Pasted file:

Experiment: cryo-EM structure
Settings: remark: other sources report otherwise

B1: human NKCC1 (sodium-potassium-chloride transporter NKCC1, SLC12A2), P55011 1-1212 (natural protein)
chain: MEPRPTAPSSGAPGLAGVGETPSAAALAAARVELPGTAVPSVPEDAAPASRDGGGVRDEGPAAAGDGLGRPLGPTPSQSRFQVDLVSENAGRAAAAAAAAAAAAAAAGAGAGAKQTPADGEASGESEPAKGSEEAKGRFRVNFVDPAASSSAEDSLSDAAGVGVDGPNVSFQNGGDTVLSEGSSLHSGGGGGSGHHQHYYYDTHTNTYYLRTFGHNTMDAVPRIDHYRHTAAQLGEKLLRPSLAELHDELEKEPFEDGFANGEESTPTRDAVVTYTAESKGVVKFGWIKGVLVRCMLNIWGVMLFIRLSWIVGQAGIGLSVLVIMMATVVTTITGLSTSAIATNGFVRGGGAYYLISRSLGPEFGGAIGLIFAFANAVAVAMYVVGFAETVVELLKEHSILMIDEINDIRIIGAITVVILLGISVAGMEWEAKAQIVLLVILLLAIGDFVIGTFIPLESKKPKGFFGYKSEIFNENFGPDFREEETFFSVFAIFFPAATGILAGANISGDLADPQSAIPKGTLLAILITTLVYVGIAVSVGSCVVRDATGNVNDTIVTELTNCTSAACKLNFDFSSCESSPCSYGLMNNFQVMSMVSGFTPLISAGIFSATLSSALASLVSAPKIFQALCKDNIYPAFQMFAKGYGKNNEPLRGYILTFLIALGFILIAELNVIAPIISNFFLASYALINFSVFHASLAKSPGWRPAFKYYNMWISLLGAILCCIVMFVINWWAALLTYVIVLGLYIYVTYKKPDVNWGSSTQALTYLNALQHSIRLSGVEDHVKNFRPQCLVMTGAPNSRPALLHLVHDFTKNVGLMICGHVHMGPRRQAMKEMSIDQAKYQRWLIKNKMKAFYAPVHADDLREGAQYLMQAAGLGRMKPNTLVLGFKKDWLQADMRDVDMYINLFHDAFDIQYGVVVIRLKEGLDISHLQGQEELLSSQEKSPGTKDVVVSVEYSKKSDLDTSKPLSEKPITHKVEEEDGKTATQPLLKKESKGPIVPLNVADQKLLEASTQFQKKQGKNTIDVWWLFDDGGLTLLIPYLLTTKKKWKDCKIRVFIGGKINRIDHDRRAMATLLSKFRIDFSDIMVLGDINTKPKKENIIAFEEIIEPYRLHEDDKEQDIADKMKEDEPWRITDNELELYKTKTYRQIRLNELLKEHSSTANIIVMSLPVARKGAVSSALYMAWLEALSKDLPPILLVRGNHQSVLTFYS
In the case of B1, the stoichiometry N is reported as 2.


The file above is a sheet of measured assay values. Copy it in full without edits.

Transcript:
Experiment: cryo-EM structure
Settings: remark: other sources report otherwise

B1: human NKCC1 (sodium-potassium-chloride transporter NKCC1, SLC12A2), P55011 1-1212 (natural protein)
chain: MEPRPTAPSSGAPGLAGVGETPSAAALAAARVELPGTAVPSVPEDAAPASRDGGGVRDEGPAAAGDGLGRPLGPTPSQSRFQVDLVSENAGRAAAAAAAAAAAAAAAGAGAGAKQTPADGEASGESEPAKGSEEAKGRFRVNFVDPAASSSAEDSLSDAAGVGVDGPNVSFQNGGDTVLSEGSSLHSGGGGGSGHHQHYYYDTHTNTYYLRTFGHNTMDAVPRIDHYRHTAAQLGEKLLRPSLAELHDELEKEPFEDGFANGEESTPTRDAVVTYTAESKGVVKFGWIKGVLVRCMLNIWGVMLFIRLSWIVGQAGIGLSVLVIMMATVVTTITGLSTSAIATNGFVRGGGAYYLISRSLGPEFGGAIGLIFAFANAVAVAMYVVGFAETVVELLKEHSILMIDEINDIRIIGAITVVILLGISVAGMEWEAKAQIVLLVILLLAIGDFVIGTFIPLESKKPKGFFGYKSEIFNENFGPDFREEETFFSVFAIFFPAATGILAGANISGDLADPQSAIPKGTLLAILITTLVYVGIAVSVGSCVVRDATGNVNDTIVTELTNCTSAACKLNFDFSSCESSPCSYGLMNNFQVMSMVSGFTPLISAGIFSATLSSALASLVSAPKIFQALCKDNIYPAFQMFAKGYGKNNEPLRGYILTFLIALGFILIAELNVIAPIISNFFLASYALINFSVFHASLAKSPGWRPAFKYYNMWISLLGAILCCIVMFVINWWAALLTYVIVLGLYIYVTYKKPDVNWGSSTQALTYLNALQHSIRLSGVEDHVKNFRPQCLVMTGAPNSRPALLHLVHDFTKNVGLMICGHVHMGPRRQAMKEMSIDQAKYQRWLIKNKMKAFYAPVHADDLREGAQYLMQAAGLGRMKPNTLVLGFKKDWLQADMRDVDMYINLFHDAFDIQYGVVVIRLKEGLDISHLQGQEELLSSQEKSPGTKDVVVSVEYSKKSDLDTSKPLSEKPITHKVEEEDGKTATQPLLKKESKGPIVPLNVADQKLLEASTQFQKKQGKNTIDVWWLFDDGGLTLLIPYLLTTKKKWKDCKIRVFIGGKINRIDHDRRAMATLLSKFRIDFSDIMVLGDINTKPKKENIIAFEEIIEPYRLHEDDKEQDIADKMKEDEPWRITDNELELYKTKTYRQIRLNELLKEHSSTANIIVMSLPVARKGAVSSALYMAWLEALSKDLPPILLVRGNHQSVLTFYS
In the case of B1, the stoichiometry N is reported as 2.